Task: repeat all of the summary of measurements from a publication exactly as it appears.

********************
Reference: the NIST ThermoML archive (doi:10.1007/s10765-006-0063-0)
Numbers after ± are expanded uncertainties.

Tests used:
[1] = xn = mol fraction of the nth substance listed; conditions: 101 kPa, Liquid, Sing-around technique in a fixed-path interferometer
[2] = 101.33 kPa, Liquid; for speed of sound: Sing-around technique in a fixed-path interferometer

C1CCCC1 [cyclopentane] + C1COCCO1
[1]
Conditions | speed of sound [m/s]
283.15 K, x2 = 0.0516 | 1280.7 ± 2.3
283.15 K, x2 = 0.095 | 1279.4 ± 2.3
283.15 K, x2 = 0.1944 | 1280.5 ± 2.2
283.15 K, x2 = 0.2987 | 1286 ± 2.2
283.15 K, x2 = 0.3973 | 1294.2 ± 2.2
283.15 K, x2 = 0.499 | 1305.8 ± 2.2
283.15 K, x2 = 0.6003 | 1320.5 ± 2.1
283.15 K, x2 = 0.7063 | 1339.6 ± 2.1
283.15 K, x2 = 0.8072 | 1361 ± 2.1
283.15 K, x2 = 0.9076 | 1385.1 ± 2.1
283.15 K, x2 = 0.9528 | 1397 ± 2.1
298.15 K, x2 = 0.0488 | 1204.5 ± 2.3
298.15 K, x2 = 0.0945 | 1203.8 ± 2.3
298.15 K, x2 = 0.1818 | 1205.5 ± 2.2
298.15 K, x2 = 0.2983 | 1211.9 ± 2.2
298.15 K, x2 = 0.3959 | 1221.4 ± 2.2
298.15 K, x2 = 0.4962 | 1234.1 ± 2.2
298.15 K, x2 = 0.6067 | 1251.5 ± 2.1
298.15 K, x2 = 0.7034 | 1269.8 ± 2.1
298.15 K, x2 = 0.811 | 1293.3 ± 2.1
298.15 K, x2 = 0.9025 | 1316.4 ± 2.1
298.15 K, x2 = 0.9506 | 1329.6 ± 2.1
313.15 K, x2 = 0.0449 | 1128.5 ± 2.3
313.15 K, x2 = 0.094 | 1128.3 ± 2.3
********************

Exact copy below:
Reference: the NIST ThermoML archive (doi:10.1007/s10765-006-0063-0)
Numbers after ± are expanded uncertainties.

Tests used:
[1] = xn = mol fraction of the nth substance listed; conditions: 101 kPa, Liquid, Sing-around technique in a fixed-path interferometer
[2] = 101.33 kPa, Liquid; for speed of sound: Sing-around technique in a fixed-path interferometer

C1CCCC1 [cyclopentane] + C1COCCO1
[1]
Conditions | speed of sound [m/s]
283.15 K, x2 = 0.0516 | 1280.7 ± 2.3
283.15 K, x2 = 0.095 | 1279.4 ± 2.3
283.15 K, x2 = 0.1944 | 1280.5 ± 2.2
283.15 K, x2 = 0.2987 | 1286 ± 2.2
283.15 K, x2 = 0.3973 | 1294.2 ± 2.2
283.15 K, x2 = 0.499 | 1305.8 ± 2.2
283.15 K, x2 = 0.6003 | 1320.5 ± 2.1
283.15 K, x2 = 0.7063 | 1339.6 ± 2.1
283.15 K, x2 = 0.8072 | 1361 ± 2.1
283.15 K, x2 = 0.9076 | 1385.1 ± 2.1
283.15 K, x2 = 0.9528 | 1397 ± 2.1
298.15 K, x2 = 0.0488 | 1204.5 ± 2.3
298.15 K, x2 = 0.0945 | 1203.8 ± 2.3
298.15 K, x2 = 0.1818 | 1205.5 ± 2.2
298.15 K, x2 = 0.2983 | 1211.9 ± 2.2
298.15 K, x2 = 0.3959 | 1221.4 ± 2.2
298.15 K, x2 = 0.4962 | 1234.1 ± 2.2
298.15 K, x2 = 0.6067 | 1251.5 ± 2.1
298.15 K, x2 = 0.7034 | 1269.8 ± 2.1
298.15 K, x2 = 0.811 | 1293.3 ± 2.1
298.15 K, x2 = 0.9025 | 1316.4 ± 2.1
298.15 K, x2 = 0.9506 | 1329.6 ± 2.1
313.15 K, x2 = 0.0449 | 1128.5 ± 2.3
313.15 K, x2 = 0.094 | 1128.3 ± 2.3